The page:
We also raise the argument that fixing of ceiling prices of all the other dosage forms of all medicines under NLEM cannot be neglected. Here again the same phenomenon of overcharging remains. NPPA should come out with similar action to cover all dosage forms and fixed dose combinations containing one or more medicines under NELM, and as well as bring other essential and life saving medicines under price control immediately.

Although this notification of NPPA will give some relief to patients in the chronic disease sector in the present context, it should be expanded and rationalized. We request the Government and NPPA to strongly defend its stand and also consider the actions suggested by us to promote public health.

Signed,

All India Drug Action Network (AIDAN)
Jan Swasthya Abhiyan
Low Cost Standard Therapeutics (LOCOST)
Medico Friends Circle
Third World Network- India
All India Peoples Science Network (AIPSN)
National Working Group on Patent Laws

 
Copy to:
Hon’ble Shri Narendra Modi, Prime Minister of India
Hon’ble Shri Dr. Harsh Vardhan, Minister of Health and Family Welfare
Mr. Nripendra Misra, Principal Secretary, Prime Minister’s Office
Mr. Lov Verma, Secretary, Department of Health & Family Welfare, Ministry of Health & Family Welfare
Ms. Aradhana Johri, Secretary, Department of Pharmaceuticals, Ministry of Chemicals & Fertilizers
Mr. Injeti Srinivas, Chairman, National Pharmaceutical Pricing Authority, Department of Pharmaceuticals, Ministry of Chemicals & Fertilizers

 
 
 
For further information, contact:
 

LOCOST
1st Floor, Premanand Sahitya Bhavan
Dandia Bazaar
Vadodara, Gujarat – 390001
Ph: 9998771064
Email: chinusrinivasan.x@gmail.com

Jan Swasthya Abhiyan
National Secretariat
c/o Delhi Science Forum
D-158, Lower Ground Floor
Saket, New Delhi 110017
Ph: (011) 26524323, 26862716
Email: jsasect.delhi@gmail.com

 
 

Open Letter to Prime Minister of India Regarding Selection of Persons with Conflict of Interest as Board Members of Medical Council of India (MCI)

Date 7th June 2011

To

Dr. Manmohan Singh,
The Prime Minister of India, New Delhi,
Fax number-11-23019545 / 91-11-23016857

Dear Prime Minister,

We, a concerned group of citizens and civil society members, express grave concerns over recent media report[i] regarding the selection of persons with multiple conflicts of interest as board-members of the Medical Council of India (MCI).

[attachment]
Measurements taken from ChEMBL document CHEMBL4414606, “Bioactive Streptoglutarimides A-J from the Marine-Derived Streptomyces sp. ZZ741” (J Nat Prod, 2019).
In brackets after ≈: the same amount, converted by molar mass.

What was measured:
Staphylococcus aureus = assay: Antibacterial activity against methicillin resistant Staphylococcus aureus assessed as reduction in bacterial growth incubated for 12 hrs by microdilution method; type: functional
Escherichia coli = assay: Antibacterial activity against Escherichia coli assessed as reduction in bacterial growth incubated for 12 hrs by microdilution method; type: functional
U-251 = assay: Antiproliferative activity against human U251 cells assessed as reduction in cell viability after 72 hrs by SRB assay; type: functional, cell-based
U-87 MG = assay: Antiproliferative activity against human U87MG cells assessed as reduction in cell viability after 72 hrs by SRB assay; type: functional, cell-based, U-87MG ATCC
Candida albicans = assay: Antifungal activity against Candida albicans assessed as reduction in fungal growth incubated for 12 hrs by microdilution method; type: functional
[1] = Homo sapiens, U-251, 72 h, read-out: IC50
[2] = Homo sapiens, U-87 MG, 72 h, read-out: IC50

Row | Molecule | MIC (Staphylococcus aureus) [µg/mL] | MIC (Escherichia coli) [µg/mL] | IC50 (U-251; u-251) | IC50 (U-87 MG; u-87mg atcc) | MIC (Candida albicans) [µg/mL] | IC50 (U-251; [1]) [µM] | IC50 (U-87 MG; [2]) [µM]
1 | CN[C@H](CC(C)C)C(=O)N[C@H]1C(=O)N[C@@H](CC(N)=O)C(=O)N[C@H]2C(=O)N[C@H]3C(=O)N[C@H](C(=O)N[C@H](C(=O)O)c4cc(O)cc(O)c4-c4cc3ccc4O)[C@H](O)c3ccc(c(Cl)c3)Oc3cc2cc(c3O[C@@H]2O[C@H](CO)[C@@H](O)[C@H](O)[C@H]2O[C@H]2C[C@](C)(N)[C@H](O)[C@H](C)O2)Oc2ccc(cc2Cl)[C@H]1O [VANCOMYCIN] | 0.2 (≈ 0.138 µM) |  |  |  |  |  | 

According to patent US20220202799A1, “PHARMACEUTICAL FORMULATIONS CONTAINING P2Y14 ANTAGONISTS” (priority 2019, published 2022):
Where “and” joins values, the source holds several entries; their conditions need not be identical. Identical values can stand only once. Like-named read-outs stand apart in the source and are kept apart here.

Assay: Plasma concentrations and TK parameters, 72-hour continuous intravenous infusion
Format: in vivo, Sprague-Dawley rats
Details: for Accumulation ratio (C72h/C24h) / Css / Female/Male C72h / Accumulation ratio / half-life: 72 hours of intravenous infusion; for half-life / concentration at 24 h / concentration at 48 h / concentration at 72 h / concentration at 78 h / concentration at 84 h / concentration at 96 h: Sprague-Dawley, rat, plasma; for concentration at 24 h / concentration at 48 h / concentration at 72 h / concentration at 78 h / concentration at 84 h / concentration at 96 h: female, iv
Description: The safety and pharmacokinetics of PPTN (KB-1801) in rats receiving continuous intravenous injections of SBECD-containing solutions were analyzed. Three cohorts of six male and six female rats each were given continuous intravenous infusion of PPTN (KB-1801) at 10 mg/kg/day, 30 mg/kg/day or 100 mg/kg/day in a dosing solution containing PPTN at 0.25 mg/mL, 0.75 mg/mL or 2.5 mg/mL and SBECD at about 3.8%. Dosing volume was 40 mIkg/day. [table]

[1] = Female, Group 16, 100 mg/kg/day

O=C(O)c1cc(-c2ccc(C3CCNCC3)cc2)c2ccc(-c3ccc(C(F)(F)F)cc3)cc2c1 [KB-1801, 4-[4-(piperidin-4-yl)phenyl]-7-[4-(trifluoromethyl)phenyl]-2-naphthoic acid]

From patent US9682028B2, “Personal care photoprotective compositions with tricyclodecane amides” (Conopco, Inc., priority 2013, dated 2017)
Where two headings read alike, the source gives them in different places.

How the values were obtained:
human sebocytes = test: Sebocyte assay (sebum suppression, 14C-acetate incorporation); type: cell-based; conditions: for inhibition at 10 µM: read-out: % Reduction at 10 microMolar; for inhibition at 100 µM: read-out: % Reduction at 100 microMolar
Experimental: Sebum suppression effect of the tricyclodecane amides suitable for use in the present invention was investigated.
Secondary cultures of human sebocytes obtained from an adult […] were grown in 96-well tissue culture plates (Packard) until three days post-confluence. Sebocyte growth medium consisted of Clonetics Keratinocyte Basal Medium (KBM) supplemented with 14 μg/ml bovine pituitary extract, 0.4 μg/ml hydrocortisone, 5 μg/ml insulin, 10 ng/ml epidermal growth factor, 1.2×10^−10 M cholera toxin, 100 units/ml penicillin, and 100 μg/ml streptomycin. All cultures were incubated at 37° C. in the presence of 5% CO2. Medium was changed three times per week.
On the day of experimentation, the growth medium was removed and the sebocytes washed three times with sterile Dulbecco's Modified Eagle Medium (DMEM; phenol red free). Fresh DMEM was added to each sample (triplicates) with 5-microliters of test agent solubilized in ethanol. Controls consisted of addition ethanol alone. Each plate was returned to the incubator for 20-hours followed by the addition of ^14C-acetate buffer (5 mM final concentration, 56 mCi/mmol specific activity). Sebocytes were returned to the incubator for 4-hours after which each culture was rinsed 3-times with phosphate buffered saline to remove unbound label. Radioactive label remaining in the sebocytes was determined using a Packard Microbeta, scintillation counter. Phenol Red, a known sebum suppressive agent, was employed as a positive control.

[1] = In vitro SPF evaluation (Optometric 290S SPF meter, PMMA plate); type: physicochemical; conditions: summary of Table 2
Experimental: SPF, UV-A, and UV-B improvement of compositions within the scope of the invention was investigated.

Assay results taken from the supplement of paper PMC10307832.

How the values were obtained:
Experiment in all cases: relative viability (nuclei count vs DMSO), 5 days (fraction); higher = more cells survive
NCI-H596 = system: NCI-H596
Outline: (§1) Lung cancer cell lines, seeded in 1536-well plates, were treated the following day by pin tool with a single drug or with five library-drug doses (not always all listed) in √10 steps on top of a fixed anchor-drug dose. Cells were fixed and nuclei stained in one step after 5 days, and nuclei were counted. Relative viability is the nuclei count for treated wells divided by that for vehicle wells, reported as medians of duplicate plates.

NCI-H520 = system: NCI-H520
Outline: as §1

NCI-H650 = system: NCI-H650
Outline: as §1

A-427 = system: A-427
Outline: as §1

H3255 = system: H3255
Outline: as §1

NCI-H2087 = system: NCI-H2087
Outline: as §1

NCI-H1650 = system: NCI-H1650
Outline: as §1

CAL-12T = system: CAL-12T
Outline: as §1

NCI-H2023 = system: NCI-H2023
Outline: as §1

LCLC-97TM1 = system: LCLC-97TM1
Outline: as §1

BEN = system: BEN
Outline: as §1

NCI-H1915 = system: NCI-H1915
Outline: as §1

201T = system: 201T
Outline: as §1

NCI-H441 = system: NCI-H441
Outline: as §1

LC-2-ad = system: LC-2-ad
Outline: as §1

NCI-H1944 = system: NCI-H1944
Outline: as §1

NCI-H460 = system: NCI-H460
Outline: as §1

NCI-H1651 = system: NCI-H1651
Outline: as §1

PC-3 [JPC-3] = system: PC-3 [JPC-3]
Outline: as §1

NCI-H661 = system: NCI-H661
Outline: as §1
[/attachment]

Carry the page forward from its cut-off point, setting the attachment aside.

MCI is an apex body that regulates not just medical education in the country, but also acts as a watchdog to ensure that the Indian medical fraternity adheres to the highest level of ethics. However, it has not been playing its expected role. Considering the recent turn of events, we believe that MCI would be in a similar situation as it was when Dr. Ketan Desai was the president of MCI. Corrupt practices had sullied the image of the MCI[ii] and affected the credibility of the entire Indian medical fraternity. We fear that unless tough measures are taken, the same situation will recur. People with unblemished backgrounds need to be involved in running the MCI otherwise the important role of oversight of medical ethics in India will remain unfulfilled.

As you are aware, at the time that Dr. Ketan Desai was arrested, the Central government promulgated the Indian Medical Council (Amendment) Ordinance 2010 suspending the MCI and giving itself the power to re-constitute the Council for one year. The Central Government then appointed a group of esteemed and well respected medical professionals to oversee the reform of medical education and the oversight of the medical community. During their year’s tenure, one of the foremost tasks of this re-constituted Council related to the revamping of medical education in the country. This work resulted in the key recommendation of the centralization of Medical Entrance Tests. In May, this year the time period under the 2010 Ordinance was to expire. However, the Central Government has promulgated another Ordinance extending the time of the re-constituted Council by another year. It has come as a surprise to the health community that along with the one year extension the government has seen fit not to re-appoint a single member of the original re-constituted Council and has made new appointments.

The manner in which the previous Council has been disbanded with and the appointment of the new members has caused considerable disquiet among the health community. There is a danger that the government’s actions will be seen as arbitrary and questions in the media about the potential conflicts of interest of the new Council members are already circulating.